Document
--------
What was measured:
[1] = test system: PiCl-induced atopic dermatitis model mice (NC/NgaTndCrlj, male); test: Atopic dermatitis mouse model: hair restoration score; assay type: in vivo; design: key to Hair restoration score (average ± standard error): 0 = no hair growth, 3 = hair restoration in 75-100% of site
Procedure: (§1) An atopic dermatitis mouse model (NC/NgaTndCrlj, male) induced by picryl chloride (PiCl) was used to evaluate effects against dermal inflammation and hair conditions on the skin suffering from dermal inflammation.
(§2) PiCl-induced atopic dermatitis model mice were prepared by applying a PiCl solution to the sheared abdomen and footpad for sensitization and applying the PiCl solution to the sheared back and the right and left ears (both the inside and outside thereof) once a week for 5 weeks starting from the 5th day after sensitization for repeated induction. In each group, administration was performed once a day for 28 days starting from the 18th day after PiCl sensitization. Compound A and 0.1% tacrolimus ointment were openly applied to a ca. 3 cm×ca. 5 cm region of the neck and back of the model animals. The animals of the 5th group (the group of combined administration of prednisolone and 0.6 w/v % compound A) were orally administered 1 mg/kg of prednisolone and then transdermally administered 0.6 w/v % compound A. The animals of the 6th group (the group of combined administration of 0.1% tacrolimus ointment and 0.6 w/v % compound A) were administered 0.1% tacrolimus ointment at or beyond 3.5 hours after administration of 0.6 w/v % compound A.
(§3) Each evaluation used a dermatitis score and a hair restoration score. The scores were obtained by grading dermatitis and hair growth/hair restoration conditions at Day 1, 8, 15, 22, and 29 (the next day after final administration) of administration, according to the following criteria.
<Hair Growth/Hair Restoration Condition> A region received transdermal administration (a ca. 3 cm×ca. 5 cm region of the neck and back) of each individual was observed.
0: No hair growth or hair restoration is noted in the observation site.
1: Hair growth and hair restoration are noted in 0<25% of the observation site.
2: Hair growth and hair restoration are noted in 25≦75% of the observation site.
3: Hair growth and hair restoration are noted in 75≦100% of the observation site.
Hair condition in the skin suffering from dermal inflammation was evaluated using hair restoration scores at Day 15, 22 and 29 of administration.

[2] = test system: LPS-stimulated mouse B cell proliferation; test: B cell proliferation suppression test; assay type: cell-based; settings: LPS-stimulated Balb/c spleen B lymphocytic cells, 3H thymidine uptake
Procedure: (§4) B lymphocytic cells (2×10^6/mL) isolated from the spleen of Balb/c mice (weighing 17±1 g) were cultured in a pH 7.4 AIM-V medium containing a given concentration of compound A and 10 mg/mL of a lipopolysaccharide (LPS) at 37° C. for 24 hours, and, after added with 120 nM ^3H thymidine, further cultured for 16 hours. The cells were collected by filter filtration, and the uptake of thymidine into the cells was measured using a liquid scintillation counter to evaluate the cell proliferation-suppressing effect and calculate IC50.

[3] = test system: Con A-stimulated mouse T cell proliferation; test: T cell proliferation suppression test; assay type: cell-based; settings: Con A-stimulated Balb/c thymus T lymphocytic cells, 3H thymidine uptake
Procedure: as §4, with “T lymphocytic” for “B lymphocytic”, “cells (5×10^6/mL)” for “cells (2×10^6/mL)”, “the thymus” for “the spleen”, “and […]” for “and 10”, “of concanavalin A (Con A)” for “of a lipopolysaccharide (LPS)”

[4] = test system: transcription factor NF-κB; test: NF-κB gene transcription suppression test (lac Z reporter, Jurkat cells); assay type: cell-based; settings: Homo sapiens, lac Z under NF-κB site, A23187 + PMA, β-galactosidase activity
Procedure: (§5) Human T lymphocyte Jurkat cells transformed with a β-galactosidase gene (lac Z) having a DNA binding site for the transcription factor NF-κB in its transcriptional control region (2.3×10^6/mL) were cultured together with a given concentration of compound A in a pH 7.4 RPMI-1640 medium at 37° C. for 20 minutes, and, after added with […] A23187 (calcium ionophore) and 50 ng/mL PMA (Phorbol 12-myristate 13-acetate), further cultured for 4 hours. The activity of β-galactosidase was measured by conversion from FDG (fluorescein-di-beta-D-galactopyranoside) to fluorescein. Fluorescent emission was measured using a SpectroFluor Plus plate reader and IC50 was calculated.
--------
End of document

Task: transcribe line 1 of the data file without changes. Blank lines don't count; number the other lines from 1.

What was measured: